previous next
[299] What do you think, men of Athens? Will Philip be gratified by the deliverance or by the punishment of the man who has done all this mischief? By his deliverance surely; but the oracle bids you strive that the enemy shall not rejoice. Therefore, you are all exhorted by Zeus, by Dione, by all the gods, to punish with one mind those who have made themselves the servants of your enemies. There are foes without; there are traitors within. It is the business of foes to give bribes, of traitors to take bribes, and to rescue those who have taken them.

Creative Commons License
This work is licensed under a Creative Commons Attribution-ShareAlike 3.0 United States License.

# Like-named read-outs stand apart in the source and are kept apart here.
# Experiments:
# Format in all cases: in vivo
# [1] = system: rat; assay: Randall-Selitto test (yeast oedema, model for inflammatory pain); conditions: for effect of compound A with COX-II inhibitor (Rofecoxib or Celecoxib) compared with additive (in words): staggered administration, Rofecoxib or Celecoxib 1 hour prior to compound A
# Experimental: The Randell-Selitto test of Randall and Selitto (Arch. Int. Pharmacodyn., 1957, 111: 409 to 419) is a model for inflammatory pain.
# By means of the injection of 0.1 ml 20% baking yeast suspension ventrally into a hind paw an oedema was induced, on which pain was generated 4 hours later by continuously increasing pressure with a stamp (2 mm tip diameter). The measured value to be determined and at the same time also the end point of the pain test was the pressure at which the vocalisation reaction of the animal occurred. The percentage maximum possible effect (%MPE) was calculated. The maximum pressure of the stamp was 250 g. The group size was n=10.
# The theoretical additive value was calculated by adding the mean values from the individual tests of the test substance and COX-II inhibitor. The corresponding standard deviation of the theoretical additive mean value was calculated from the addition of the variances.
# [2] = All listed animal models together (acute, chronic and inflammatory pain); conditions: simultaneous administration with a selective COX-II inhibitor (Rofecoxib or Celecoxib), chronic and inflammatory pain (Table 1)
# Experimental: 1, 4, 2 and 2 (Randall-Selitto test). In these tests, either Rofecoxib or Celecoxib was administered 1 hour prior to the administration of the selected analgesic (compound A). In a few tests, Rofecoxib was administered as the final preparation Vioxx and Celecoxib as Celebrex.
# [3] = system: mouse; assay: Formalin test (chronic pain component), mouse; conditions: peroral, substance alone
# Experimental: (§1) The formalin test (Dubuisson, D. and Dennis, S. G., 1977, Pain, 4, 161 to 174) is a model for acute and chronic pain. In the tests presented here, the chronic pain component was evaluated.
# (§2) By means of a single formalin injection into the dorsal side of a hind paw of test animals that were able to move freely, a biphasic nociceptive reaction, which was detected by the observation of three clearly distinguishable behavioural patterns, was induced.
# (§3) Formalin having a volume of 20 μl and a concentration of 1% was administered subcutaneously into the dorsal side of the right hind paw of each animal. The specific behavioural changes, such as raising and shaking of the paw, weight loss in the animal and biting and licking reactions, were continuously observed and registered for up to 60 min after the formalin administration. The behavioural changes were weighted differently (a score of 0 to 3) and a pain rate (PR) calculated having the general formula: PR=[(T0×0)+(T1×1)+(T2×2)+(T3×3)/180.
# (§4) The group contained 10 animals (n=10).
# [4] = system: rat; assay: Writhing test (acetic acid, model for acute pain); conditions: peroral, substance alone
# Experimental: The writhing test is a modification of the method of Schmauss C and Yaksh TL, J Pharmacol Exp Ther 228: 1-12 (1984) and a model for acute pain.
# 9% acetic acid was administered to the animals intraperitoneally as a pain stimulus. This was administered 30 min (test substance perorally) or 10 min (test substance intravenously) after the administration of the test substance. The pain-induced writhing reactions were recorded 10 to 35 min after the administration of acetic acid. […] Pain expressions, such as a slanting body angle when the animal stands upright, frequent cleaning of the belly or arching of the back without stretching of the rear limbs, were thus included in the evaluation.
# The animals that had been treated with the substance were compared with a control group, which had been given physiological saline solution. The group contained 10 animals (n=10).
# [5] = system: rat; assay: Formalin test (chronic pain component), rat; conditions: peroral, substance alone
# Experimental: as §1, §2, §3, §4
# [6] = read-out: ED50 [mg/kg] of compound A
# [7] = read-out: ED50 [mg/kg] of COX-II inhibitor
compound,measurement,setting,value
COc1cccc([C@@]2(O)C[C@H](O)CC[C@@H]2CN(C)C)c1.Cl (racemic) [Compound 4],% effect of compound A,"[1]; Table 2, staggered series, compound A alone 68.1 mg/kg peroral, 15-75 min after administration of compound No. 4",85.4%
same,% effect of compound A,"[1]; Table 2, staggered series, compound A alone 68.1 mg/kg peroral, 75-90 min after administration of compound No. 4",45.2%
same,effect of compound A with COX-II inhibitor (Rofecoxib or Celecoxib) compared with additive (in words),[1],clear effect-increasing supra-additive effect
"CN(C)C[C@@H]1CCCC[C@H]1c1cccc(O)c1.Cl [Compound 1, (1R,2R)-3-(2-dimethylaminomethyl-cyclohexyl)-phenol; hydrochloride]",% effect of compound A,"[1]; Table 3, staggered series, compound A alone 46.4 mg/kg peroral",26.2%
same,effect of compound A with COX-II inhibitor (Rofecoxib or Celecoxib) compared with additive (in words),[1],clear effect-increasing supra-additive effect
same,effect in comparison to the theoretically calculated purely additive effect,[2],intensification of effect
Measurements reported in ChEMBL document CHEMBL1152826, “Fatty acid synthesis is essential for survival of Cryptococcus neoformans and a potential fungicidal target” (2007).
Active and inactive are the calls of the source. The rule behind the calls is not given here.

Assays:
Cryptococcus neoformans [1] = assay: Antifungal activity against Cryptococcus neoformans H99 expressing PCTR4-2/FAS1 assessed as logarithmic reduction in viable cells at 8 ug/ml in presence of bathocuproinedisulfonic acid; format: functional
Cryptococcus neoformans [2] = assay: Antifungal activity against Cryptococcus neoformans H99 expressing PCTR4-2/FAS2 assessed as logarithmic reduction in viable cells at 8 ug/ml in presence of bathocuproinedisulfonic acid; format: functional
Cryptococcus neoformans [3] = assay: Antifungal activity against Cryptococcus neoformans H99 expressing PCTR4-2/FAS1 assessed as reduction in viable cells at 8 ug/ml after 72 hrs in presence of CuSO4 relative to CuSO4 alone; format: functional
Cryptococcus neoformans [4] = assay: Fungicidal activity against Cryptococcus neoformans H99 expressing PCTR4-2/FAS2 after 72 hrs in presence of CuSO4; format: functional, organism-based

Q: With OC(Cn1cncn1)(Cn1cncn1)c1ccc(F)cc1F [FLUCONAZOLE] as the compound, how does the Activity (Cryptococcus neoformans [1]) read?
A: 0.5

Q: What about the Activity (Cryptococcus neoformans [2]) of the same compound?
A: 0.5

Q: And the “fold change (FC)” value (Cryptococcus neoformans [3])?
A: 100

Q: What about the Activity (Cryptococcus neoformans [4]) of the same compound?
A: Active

An XML version of this text is available for download, with the additional restriction that you offer Perseus any modifications you make. Perseus provides credit for all accepted changes, storing new additions in a versioning system.

load focus Greek (1903)
hide Places (automatically extracted)

View a map of the most frequently mentioned places in this document.

Sort places alphabetically, as they appear on the page, by frequency
Click on a place to search for it in this document.
Athens (Greece) (1)

Download Pleiades ancient places geospacial dataset for this text.

hide References (3 total)
  • Cross-references to this page (2):
    • William Watson Goodwin, Syntax of the Moods and Tenses of the Greek Verb, Chapter IV
    • Basil L. Gildersleeve, Syntax of Classical Greek, The Article
  • Cross-references in general dictionaries to this page (1):
hide Display Preferences
Greek Display:
Arabic Display:
View by Default:
Browse Bar: